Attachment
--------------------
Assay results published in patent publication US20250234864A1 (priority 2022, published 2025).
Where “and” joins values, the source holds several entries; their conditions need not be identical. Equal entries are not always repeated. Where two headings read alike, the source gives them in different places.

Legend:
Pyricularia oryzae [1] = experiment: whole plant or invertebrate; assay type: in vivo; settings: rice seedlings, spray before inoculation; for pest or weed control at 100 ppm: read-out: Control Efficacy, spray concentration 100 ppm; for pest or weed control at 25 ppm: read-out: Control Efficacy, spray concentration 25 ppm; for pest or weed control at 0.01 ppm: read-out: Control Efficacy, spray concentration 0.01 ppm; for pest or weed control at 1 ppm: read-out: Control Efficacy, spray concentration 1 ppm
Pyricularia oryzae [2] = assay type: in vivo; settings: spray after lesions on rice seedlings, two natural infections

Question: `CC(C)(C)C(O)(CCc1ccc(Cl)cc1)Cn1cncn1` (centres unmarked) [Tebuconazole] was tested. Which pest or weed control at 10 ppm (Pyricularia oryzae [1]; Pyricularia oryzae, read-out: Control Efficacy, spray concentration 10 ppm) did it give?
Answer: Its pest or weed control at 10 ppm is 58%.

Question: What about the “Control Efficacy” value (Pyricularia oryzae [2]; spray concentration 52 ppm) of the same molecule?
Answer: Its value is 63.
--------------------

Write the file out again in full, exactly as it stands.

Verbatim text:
Assay results published in patent publication US20250234864A1 (priority 2022, published 2025).
Where “and” joins values, the source holds several entries; their conditions need not be identical. Equal entries are not always repeated. Where two headings read alike, the source gives them in different places.

Legend:
Pyricularia oryzae [1] = experiment: whole plant or invertebrate; assay type: in vivo; settings: rice seedlings, spray before inoculation; for pest or weed control at 100 ppm: read-out: Control Efficacy, spray concentration 100 ppm; for pest or weed control at 25 ppm: read-out: Control Efficacy, spray concentration 25 ppm; for pest or weed control at 0.01 ppm: read-out: Control Efficacy, spray concentration 0.01 ppm; for pest or weed control at 1 ppm: read-out: Control Efficacy, spray concentration 1 ppm
Pyricularia oryzae [2] = assay type: in vivo; settings: spray after lesions on rice seedlings, two natural infections

Question: `CC(C)(C)C(O)(CCc1ccc(Cl)cc1)Cn1cncn1` (centres unmarked) [Tebuconazole] was tested. Which pest or weed control at 10 ppm (Pyricularia oryzae [1]; Pyricularia oryzae, read-out: Control Efficacy, spray concentration 10 ppm) did it give?
Answer: Its pest or weed control at 10 ppm is 58%.

Question: What about the “Control Efficacy” value (Pyricularia oryzae [2]; spray concentration 52 ppm) of the same molecule?
Answer: Its value is 63.